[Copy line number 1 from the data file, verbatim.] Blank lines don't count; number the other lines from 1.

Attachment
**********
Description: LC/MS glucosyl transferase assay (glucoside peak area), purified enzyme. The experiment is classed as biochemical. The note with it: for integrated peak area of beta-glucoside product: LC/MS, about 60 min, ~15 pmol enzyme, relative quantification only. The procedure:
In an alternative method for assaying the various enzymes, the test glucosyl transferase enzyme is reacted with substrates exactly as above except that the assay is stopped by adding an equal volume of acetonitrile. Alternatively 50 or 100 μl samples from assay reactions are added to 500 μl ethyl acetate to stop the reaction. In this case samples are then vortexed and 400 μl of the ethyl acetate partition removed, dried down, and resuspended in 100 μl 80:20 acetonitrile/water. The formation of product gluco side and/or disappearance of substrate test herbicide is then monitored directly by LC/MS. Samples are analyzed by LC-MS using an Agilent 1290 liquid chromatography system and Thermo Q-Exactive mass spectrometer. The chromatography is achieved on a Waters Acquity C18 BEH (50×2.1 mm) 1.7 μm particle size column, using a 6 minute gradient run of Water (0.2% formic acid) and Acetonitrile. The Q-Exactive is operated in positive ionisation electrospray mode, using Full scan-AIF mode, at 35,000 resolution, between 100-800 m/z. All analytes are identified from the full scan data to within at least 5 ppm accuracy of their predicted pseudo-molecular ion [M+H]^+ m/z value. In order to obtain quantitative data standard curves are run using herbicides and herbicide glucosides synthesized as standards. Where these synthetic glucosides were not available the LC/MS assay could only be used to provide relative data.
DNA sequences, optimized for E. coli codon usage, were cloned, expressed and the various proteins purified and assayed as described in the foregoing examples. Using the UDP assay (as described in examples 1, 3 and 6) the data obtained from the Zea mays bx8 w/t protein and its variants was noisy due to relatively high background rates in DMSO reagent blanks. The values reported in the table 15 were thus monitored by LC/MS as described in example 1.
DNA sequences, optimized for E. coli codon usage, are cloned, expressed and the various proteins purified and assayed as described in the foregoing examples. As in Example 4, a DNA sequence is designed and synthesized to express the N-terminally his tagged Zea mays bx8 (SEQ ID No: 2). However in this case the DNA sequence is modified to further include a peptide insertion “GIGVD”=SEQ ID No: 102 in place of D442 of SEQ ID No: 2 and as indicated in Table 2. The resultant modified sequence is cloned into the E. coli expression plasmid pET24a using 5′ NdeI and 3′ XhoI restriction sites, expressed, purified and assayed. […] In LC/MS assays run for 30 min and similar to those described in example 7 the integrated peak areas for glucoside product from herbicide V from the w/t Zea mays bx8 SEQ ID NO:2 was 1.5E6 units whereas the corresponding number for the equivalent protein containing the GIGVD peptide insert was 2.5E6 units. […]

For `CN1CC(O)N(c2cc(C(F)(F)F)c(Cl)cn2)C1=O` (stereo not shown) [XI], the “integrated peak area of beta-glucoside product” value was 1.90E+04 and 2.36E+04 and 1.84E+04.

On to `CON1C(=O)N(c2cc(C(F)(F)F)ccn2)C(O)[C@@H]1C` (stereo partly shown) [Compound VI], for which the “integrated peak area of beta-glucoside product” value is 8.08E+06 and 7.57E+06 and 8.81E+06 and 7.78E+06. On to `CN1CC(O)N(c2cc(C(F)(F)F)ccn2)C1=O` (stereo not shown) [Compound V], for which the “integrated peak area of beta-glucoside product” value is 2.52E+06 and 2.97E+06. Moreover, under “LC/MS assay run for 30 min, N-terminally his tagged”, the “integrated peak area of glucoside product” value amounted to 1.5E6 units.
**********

Description: LC/MS glucosyl transferase assay (glucoside peak area), purified enzyme. The experiment is classed as biochemical. The note with it: for integrated peak area of beta-glucoside product: LC/MS, about 60 min, ~15 pmol enzyme, relative quantification only. The procedure: